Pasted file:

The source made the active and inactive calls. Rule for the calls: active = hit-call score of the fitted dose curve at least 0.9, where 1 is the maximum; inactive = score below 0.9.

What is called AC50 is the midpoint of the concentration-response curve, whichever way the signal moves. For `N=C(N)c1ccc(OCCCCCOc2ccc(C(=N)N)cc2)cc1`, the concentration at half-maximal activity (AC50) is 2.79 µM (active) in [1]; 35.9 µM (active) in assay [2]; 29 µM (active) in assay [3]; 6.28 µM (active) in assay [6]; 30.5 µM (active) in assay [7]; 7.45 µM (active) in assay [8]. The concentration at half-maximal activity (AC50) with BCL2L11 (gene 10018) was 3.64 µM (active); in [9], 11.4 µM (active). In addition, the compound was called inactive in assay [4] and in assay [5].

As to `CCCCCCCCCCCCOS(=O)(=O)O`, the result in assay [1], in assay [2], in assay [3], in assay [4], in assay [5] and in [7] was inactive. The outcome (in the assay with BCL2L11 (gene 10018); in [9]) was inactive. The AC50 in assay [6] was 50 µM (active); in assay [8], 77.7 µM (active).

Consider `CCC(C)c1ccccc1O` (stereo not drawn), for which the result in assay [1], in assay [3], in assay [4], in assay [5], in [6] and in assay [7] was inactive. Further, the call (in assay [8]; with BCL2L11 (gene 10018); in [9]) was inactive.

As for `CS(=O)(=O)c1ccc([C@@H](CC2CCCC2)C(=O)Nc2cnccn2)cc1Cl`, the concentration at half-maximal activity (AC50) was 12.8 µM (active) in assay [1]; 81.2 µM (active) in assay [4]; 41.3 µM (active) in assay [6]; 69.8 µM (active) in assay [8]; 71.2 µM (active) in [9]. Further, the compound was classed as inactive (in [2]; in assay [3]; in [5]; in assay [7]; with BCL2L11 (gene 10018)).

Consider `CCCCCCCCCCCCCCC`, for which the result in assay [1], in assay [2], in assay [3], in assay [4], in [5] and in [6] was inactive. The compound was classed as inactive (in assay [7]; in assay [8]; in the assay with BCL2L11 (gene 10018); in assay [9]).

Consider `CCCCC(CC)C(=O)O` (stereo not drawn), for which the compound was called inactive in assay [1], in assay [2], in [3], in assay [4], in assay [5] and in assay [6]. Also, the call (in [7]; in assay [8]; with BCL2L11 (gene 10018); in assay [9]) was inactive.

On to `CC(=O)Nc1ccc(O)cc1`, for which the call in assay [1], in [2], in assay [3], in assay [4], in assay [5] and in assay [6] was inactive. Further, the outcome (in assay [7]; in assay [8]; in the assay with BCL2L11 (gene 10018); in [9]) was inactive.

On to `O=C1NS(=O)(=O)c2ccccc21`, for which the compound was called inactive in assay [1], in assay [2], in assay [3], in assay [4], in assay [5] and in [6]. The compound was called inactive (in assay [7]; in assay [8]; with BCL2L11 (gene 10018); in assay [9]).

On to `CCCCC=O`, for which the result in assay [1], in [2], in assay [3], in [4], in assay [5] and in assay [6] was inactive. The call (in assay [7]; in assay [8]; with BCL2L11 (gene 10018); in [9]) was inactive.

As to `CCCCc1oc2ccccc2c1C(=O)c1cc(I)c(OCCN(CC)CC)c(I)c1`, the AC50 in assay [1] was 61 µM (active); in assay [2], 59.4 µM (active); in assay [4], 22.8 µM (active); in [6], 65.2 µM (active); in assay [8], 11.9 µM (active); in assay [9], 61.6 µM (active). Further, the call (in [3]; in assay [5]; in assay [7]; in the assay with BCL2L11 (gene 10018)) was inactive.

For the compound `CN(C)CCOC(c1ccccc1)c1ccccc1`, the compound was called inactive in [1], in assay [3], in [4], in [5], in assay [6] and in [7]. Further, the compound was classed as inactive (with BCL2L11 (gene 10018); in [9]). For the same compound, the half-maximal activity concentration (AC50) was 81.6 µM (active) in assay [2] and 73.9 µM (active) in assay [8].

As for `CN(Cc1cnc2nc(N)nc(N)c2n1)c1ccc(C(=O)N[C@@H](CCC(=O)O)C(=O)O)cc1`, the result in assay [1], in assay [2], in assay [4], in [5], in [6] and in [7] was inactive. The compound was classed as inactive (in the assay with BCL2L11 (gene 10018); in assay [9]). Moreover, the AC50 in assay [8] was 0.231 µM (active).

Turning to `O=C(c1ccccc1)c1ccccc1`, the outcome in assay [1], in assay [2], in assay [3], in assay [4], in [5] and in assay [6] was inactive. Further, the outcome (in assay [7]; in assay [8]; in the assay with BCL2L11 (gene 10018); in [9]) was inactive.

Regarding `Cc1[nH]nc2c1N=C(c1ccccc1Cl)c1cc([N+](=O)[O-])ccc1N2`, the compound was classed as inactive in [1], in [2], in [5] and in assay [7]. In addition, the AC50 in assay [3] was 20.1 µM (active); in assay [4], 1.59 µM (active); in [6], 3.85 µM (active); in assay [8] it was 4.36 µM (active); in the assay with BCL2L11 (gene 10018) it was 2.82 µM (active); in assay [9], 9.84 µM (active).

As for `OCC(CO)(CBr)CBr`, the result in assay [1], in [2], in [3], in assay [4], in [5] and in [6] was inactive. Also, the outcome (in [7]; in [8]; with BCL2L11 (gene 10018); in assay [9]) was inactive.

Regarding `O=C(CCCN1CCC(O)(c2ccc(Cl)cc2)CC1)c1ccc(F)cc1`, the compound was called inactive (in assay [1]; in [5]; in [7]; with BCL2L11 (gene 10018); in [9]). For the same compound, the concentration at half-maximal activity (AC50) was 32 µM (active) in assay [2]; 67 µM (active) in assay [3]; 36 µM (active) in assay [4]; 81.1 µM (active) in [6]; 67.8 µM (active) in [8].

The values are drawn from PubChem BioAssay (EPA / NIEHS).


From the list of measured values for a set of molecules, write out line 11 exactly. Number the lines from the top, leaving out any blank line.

As to `CCCCc1oc2ccccc2c1C(=O)c1cc(I)c(OCCN(CC)CC)c(I)c1`, the AC50 in assay [1] was 61 µM (active); in assay [2], 59.4 µM (active); in assay [4], 22.8 µM (active); in [6], 65.2 µM (active); in assay [8], 11.9 µM (active); in assay [9], 61.6 µM (active). Further, the call (in [3]; in assay [5]; in assay [7]; in the assay with BCL2L11 (gene 10018)) was inactive.